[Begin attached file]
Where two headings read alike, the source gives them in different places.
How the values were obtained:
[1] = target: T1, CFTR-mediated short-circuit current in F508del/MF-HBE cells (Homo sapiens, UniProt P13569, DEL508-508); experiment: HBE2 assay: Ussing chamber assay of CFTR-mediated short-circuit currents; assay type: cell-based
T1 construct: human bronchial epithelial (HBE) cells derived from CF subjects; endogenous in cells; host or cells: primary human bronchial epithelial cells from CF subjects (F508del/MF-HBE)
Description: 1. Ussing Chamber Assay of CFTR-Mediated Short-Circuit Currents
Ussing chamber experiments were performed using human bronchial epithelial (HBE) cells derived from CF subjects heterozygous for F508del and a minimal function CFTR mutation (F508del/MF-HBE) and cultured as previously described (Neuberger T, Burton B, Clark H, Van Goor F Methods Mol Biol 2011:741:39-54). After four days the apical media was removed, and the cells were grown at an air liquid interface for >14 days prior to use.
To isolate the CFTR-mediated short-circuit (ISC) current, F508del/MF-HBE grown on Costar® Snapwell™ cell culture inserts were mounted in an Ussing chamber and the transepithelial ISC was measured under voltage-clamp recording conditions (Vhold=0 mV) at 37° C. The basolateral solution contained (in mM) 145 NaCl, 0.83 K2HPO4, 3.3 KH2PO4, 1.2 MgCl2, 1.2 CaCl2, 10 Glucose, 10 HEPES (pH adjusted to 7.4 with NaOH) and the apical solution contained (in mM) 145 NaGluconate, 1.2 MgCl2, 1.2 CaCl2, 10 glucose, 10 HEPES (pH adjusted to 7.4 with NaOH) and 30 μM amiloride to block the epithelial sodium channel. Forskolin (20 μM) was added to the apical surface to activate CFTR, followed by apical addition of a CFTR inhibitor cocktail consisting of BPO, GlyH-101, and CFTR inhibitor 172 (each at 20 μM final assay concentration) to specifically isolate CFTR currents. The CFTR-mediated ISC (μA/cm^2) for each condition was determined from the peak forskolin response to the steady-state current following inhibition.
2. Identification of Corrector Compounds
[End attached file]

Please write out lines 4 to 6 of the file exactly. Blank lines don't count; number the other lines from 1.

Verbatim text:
T1 construct: human bronchial epithelial (HBE) cells derived from CF subjects; endogenous in cells; host or cells: primary human bronchial epithelial cells from CF subjects (F508del/MF-HBE)
Description: 1. Ussing Chamber Assay of CFTR-Mediated Short-Circuit Currents
Ussing chamber experiments were performed using human bronchial epithelial (HBE) cells derived from CF subjects heterozygous for F508del and a minimal function CFTR mutation (F508del/MF-HBE) and cultured as previously described (Neuberger T, Burton B, Clark H, Van Goor F Methods Mol Biol 2011:741:39-54). After four days the apical media was removed, and the cells were grown at an air liquid interface for >14 days prior to use.